Citing and referencing: Legal sources

A guide to the styles recommended by Monash schools and departments for students and researchers

The Style Manual has extensive information on citing and referencing different legal sources. The information below is a summary, however, please consult the Style Manual for full details. The Style Manual states that reference list entries are not always required when citing legislation and legal cases, and also recommends using a separate reference list for legal materials if you do need to include these in your reference list. Not all legal conventions are included in the Style Manual, and the advice provided by the authors is to refer to the AGLC style as an authoratitive source if the legal source is not included.  Check with your unit coordinator or supervisor if you are unsure of the conventions in your discipline. 

Legal sources have the same format for both in-text citations and reference list entries, and the format varies depending on the type of legal material.



A bill is a draft act introduced into parliament. Bills have a short title, which includes the year, and a long title which is a description.  Use the short title for the in-text citation and reference list entry. Use roman type instead of italics, and use title case (maximum capitalisation) rather than sentence case.

Example: Refugee Protection Bill 2019



Australian Acts

Bills become Acts when the Governor-General gives assent to the bills after the Senate and House of Representatives agree on their content. Use the short title for the in-text citation and reference list entry, and use title case (maximum capitalisation) rather than sentence case. 

It is important to identify the jurisdiction for the act (e.g. Commonwealth versus state or territory).  There are two ways to do this: 

  • Identify the jurisdiction within the text, for example, The Tasmanian Local Government Act 1993 gave councils greater autonomy to act independently of the state government.
  • The first time you cite the act (and in the reference list if you include one), include a shortened form of the jurisdiction after the title, in parentheses without italics. For example Water Act 2007 (Cth), Water Management Act 2000 (NSW). The Style Manual includes the correct form of the jurisdictions for each state and territory.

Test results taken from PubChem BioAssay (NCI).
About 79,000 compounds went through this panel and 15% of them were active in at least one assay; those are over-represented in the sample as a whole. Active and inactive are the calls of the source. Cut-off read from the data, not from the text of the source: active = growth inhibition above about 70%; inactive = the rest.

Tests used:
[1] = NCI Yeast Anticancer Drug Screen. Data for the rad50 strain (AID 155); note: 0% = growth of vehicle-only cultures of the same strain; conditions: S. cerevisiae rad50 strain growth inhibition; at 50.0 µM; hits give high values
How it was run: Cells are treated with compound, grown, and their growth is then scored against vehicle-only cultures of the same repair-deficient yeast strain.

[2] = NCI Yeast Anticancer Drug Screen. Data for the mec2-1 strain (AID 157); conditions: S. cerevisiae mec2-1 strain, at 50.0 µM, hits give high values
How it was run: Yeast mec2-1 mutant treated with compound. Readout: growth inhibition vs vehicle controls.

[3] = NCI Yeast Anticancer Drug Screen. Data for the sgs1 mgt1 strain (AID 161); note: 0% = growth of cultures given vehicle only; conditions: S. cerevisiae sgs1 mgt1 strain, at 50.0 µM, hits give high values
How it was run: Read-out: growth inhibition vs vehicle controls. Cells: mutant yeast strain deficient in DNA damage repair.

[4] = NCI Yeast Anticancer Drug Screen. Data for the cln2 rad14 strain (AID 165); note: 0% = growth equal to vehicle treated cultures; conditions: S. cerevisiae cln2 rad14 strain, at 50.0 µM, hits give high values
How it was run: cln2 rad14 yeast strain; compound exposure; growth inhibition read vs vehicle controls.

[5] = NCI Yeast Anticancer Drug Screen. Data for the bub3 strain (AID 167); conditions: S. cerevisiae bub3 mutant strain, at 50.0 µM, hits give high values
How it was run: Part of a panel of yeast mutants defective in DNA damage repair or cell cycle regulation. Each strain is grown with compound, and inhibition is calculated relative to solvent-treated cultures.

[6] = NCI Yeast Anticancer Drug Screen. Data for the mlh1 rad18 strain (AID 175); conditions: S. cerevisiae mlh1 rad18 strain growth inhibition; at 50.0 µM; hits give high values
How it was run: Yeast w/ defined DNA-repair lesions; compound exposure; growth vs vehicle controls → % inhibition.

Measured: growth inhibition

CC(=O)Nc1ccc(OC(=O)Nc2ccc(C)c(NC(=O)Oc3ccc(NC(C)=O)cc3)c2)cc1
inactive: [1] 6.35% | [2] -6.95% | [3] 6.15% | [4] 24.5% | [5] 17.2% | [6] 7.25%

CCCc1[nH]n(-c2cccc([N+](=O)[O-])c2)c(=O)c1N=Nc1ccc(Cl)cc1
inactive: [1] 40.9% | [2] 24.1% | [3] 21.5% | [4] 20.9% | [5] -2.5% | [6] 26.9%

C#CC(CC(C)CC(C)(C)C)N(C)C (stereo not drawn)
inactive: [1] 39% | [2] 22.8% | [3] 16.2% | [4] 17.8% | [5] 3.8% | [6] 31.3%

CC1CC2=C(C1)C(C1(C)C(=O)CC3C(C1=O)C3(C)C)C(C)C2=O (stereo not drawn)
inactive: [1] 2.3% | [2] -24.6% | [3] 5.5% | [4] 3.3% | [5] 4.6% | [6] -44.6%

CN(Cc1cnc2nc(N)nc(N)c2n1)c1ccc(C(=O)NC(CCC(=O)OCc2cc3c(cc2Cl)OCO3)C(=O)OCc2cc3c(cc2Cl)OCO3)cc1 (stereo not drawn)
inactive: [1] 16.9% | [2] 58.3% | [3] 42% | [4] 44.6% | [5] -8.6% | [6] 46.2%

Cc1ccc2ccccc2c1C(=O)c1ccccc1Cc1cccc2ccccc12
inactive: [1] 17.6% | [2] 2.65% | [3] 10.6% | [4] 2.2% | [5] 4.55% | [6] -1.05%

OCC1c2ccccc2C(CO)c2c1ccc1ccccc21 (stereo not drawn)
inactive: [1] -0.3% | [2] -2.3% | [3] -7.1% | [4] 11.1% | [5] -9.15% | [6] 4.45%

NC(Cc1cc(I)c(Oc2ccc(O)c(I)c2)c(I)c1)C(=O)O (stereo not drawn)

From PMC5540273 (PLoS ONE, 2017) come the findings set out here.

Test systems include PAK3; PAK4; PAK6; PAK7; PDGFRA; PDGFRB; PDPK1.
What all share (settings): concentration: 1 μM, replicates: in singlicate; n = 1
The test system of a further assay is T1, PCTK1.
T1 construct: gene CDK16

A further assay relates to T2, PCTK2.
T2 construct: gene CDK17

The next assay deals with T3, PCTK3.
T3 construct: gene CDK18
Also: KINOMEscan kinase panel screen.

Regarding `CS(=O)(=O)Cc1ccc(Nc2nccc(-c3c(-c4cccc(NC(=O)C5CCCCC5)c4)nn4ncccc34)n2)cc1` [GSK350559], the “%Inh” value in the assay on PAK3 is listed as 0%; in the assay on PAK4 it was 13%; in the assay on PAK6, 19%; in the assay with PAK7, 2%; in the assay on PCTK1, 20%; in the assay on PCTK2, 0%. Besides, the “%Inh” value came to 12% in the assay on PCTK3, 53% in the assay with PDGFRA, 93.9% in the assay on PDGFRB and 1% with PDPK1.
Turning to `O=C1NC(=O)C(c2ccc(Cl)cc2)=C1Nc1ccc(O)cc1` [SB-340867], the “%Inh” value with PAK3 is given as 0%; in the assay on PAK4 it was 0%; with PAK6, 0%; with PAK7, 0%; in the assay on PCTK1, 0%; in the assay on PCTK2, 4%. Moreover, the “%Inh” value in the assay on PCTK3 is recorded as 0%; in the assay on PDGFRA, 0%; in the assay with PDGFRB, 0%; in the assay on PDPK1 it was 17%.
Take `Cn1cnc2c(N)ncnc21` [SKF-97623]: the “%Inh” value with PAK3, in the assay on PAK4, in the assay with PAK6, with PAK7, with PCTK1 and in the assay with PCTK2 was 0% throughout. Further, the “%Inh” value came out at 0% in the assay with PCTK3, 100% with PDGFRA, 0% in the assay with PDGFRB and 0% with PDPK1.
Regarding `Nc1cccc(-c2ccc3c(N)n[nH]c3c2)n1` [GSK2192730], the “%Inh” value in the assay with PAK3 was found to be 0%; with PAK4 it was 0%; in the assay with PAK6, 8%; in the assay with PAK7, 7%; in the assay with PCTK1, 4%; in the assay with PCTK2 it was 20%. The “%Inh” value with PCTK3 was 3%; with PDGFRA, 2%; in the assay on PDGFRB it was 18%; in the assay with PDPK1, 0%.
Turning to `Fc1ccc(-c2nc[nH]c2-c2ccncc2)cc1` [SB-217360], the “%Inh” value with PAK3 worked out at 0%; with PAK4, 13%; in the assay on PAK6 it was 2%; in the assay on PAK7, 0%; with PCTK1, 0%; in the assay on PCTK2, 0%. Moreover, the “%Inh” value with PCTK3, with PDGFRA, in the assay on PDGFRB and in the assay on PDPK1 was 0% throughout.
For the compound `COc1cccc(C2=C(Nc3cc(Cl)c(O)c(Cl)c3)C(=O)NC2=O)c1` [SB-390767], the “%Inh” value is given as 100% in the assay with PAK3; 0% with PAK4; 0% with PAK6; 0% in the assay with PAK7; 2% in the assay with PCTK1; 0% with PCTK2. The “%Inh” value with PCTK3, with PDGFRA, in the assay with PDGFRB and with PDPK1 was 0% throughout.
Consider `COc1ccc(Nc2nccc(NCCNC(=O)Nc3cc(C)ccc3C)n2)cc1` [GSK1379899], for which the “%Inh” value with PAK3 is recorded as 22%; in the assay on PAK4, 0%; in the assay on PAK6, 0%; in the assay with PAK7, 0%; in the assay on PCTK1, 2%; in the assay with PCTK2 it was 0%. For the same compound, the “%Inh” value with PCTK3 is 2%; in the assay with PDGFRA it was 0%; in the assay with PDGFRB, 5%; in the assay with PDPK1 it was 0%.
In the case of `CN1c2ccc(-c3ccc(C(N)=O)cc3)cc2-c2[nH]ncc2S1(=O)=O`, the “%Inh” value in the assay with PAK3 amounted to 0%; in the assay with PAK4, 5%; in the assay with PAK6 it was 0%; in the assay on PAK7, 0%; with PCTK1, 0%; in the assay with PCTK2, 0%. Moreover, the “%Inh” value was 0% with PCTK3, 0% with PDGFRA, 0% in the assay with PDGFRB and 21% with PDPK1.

The first time you cite an act in your text, use italics for the short title, including the year.  If you refer to the act again in your text, use the short title in roman type without the year. If you include the act in your reference list, use roman type.

Example: … was convicted of federal offences under the Crimes Act 1914 (Cth). The Crimes Act specifies …

Another option is to use the informal title of the act (if one exists) when referring to the same act multiple times in the text.  To do this, include the informal title in parentheses after the title the first time you cite the act, and then use the informal title for subsequent citations.

Example: … in the Public Governance, Performance and Accountability Act 2013 (Cth) (PGPA Act) … Section 10 of the PGPA Act defines a Commonwealth entity as …


Acts from other countries

Use roman type (without italics) for acts from other countries, followed by an abbreviation for the country in parentheses.


Digital Economy Act 2017 (UK)

Patient Protection and Affordable Care Act (US)



A case is a matter to be settled at law. It is also an instance of the process of making a claim in a law court. 

The people or organisations named in the case are known as ‘parties’. Capitalise the names of the parties but use a lower case ‘v’ between the party names. There is no full stop after ‘v’.

Case names have this basic form: Party v Party.

Example: Commonwealth v Tasmania

Write the name of the case in italics in your in-text citations.  If you include cases in your reference list, write them in roman type. If the case has an abbreviated title, include this title in parentheses after the case name the first time you cite it, and then use the abbreviated title in subsequent citations.

Example: … The State of New South Wales v The Commonwealth (Wheat Case). The Wheat Case ... 

Please note: The Style Manual has extensive advice in regards to including more details when citing cases, including the year of the decision and where the report is published.  If you need to include this level of detail when citing and referencing cases, please refer to the Cases section of the Style Manual.



A treaty is an international agreement that is binding under international law. Treaties include conventions, international agreements, covenants, an exchange of letters, international instruments, charters, or protocols. Write titles of treaties in roman type with title case (maximum capitalisation). If the treaty has an abbreviated title, include this title in parentheses after the title the first time you cite it, and then use the abbreviated title in subsequent citations. The year the treaty is made does not form part of the title. If you include it, write it into the sentence or add it in parentheses after the short title.

Example: International Covenant on Civil and Political Rights (ICCPR) (1966)


Use of separate reference lists for legislation and legal cases

The Style Manual states that as a general rule, you only need to include in-text citations for legal sources.  However, you may need to include your legal sources in a reference list under some circumstances. If so, the Style Manual states to include legal sources as a separate reference list and to separate legislation (bills, acts, and treaties) from legal cases. List the entries in alphabetical order in each list.



Aboriginal and Torres Strait Islander Act 2005 (Cth)

Children Youth and Families Amendment Bill 2013 (Vic)

Digital Economy Act 2017 (UK)


Legal cases

Dutton v Republic of South Africa [1999] FCA 2

Victorian Railways Commissioners v Brown (1906) 3 CLR 1132